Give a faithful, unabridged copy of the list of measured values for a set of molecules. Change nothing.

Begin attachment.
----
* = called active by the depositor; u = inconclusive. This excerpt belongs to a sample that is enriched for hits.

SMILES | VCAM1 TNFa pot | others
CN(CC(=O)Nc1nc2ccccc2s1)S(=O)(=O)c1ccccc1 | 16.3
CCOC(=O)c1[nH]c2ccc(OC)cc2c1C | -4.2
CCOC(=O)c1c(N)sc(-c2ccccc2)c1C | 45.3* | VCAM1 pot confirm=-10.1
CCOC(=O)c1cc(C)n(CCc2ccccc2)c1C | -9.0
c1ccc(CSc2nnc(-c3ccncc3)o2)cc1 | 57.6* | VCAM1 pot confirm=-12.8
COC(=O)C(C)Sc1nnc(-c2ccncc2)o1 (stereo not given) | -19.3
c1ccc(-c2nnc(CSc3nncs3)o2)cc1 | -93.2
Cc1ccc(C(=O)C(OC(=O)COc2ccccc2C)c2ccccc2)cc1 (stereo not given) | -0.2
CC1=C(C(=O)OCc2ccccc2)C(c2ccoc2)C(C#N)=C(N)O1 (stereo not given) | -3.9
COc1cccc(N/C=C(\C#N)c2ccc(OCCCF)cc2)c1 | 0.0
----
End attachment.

* = called active by the depositor; u = inconclusive. This excerpt belongs to a sample that is enriched for hits.

SMILES | VCAM1 TNFa pot | others
CN(CC(=O)Nc1nc2ccccc2s1)S(=O)(=O)c1ccccc1 | 16.3
CCOC(=O)c1[nH]c2ccc(OC)cc2c1C | -4.2
CCOC(=O)c1c(N)sc(-c2ccccc2)c1C | 45.3* | VCAM1 pot confirm=-10.1
CCOC(=O)c1cc(C)n(CCc2ccccc2)c1C | -9.0
c1ccc(CSc2nnc(-c3ccncc3)o2)cc1 | 57.6* | VCAM1 pot confirm=-12.8
COC(=O)C(C)Sc1nnc(-c2ccncc2)o1 (stereo not given) | -19.3
c1ccc(-c2nnc(CSc3nncs3)o2)cc1 | -93.2
Cc1ccc(C(=O)C(OC(=O)COc2ccccc2C)c2ccccc2)cc1 (stereo not given) | -0.2
CC1=C(C(=O)OCc2ccccc2)C(c2ccoc2)C(C#N)=C(N)O1 (stereo not given) | -3.9
COc1cccc(N/C=C(\C#N)c2ccc(OCCCF)cc2)c1 | 0.0